The current GOP strategy is about as effective as prior editions. Now, however, at least a majority of the electorate is onto their games. The elections of 2006 an 2008 made that clear, yet the Republicans keep on keeping on, convinced that their base (the base-base) will return them to power. Any day now. Or at least soon.
One of the features of that strategy is to deny confirmation of President Obama's nominees to key government positions. A pretty good example of that is his nomination of Kathleen Sebelius as Secretary of Health and Human Services. The former governor of Kansas has a good track record in terms of dealing with bureaucracies and untangling difficult issues. She had, however, some tax difficulties (unlike any Republicans or their corporate overlords--who pay little if any taxes), so her confirmation is being held up.
In the mean time, the world's airwaves are being filled with wall-to-wall coverage of the outbreak of a particularly virulent influenza which some epidemiologists liken to the Spanish Flu of 1918. Mexico, the US, and the World Health Organization have declared a state of emergency with respect to the outbreak. Unfortunately, we don't have an HHS Secretary. We do, however, have an "Acting Secretary": a Bush appointee whose experience is as an accountant, which is, I suppose, better than having a FEMA head whose experience is running Arabian horse shows, but not by much.
OK, the timing is unfortunate, but perhaps not deliberate. I'll try to be fair because I'd hate to think there are any humans, including Americans, who would wish death on anyone.
So let's move on to another Obama appointee whose confirmation is being held up: Harold Koh as legal advisor to the State Department. Mr. Koh is the dean of Yale Law School and has served with distinction in the Clinton and Reagan administrations. Republicans are unhappy with this nomination as well, even though a couple of non-DFHs, Kenneth Starr and Theodore Olson, have endorsed Koh's appointment because they consider him a brilliant scholar and a man of integrity.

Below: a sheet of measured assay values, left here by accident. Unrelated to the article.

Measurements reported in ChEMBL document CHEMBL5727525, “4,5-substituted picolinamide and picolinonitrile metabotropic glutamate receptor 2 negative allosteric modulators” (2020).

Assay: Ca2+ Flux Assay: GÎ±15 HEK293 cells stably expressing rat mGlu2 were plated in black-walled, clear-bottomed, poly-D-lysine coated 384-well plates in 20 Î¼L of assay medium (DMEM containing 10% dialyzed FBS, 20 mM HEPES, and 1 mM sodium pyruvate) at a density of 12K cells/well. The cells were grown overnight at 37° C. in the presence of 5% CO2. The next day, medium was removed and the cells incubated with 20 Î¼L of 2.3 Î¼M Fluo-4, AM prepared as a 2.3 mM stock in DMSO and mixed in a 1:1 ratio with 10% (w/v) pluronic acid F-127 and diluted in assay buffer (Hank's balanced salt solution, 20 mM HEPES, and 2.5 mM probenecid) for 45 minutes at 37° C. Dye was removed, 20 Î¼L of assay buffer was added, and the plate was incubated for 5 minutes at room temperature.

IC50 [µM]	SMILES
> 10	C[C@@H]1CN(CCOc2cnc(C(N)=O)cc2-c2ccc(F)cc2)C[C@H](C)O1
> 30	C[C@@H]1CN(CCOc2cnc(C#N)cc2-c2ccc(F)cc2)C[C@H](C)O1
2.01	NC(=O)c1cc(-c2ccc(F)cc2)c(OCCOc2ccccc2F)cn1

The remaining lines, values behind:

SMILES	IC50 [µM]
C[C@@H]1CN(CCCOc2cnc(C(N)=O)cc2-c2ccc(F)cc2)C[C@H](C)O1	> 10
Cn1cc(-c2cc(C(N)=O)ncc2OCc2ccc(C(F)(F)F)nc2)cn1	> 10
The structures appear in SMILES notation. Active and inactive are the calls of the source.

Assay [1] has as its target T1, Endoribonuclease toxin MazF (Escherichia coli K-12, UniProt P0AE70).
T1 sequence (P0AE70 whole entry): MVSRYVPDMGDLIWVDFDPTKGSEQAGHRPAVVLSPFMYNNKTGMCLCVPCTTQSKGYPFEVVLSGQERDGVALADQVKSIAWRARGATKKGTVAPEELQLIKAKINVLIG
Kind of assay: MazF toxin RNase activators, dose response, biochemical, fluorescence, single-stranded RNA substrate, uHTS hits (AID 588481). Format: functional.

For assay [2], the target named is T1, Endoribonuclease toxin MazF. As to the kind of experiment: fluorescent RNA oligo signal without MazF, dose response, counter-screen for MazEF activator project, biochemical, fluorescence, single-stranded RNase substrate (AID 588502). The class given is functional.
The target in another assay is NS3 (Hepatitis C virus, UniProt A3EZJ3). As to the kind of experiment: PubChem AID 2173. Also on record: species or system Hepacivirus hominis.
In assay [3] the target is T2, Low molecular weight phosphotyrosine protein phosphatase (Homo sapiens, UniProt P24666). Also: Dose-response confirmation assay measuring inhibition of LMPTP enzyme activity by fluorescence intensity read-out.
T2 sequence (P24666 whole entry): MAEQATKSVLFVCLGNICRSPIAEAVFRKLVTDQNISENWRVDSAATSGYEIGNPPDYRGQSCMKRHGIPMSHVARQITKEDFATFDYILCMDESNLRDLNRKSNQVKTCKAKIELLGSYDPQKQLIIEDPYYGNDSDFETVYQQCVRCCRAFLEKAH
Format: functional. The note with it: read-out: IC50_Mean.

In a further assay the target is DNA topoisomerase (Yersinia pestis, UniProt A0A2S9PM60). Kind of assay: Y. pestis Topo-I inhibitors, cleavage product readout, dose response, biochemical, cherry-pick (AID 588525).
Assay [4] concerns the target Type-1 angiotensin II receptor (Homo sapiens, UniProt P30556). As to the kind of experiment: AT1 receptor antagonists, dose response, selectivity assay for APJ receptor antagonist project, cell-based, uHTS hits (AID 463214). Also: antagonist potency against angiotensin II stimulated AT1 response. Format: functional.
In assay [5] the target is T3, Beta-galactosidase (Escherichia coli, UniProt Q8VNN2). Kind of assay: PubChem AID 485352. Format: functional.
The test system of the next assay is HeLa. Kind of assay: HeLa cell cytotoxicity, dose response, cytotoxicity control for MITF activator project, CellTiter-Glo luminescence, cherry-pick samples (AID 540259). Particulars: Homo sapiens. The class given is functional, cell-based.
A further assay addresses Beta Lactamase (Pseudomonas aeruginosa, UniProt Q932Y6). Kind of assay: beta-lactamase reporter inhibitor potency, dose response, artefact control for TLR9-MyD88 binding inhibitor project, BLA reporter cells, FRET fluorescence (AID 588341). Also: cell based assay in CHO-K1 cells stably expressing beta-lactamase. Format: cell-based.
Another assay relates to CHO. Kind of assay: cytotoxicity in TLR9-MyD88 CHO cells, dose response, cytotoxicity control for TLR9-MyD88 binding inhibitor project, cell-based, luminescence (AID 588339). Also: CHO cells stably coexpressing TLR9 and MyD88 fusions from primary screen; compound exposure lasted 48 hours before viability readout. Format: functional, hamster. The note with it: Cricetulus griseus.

So what's the problem? Well, a recent editorial
in the Boston Globe
gives an ostensible reason and the real reason. First, the ostensible reason:Right-leaning Internet sites have promoted several outlandish claims against Koh, including that he opposes Mother's Day. But the one charge worth engaging is that Koh harbors a dangerous legal philosophy that they dub transnationalism: the application of international law in deciding US cases. "Once we sign our rights over to international law, the Constitution is officially dead," fulminated Fox News host Glenn Beck this month.
Koh is hardly the first legal scholar to invoke international treaties or institutions in making legal arguments, especially as they relate to human rights. The Guantanamo rulings are a case in point.
OK, this is silly. Once we sign an international treaty and that treaty is approved by Congress, it's the law of the land. We signed and approved the Geneva Conventions on treatment of prisoners of war. That's why the currently constituted Supreme Court, much against the wishes of some of its more trogladytic members, ruled as they did on the right to habeas corpus for Gitmo detainees.
That, however, is clearly not what's going on here. The pusillanimous Republicans have their Depends in a bunch for less honorable reasons, as the editorial points out.The animus toward Koh may be partial payback: he spoke against Alberto Gonzales for attorney general because of his justifications for harsh interrogation techniques that Koh correctly defined as torture. Koh opposes the death penalty, and, like other opponents on the Supreme Court, he cites the bans against capital punishment by most other countries. Opponents say this proves he would allow foreign laws to trump the Constitution. Koh himself has been mentioned as a candidate for the Supreme Court, which only raises the stakes.
I suppose we could give points to the Republicans for not being concerned about keeping their powder dry at this point in history (unlike congressional Democrats the past six years), but it's hard to justify this kind of game playing when so very much is at stake in the real world (not the "created world" of the last administration). Harold Koh is the real deal, qualified for the post at State, and certainly qualified as a Supreme Court Justice (even Kenneth Starr attests to his qualfications).
This recalcitrance would be amusing if we were talking about the distribution of cookies at preschool, but the stakes are much higher. Much, much higher.
Very few media outlets are pointing this out, preferring instead to go with the GOP faux tears of Glenn Beck and his ilk. What is so heartbreaking is that a paper facing a forced shut-down by a corporate owner is still trying to do its job. I suppose all that we can do is what we've always supposed to have been doing, which is to raise our voices in all the various ways available to us in this brave new world and to let Congress and everyone else who claims to control the discourse know that we've had enough and we're not going to put up with it anymore.
And if that doesn't work, we can always get the steel wool out to polish up our pitchforks.
Labels: Change, Interactive Government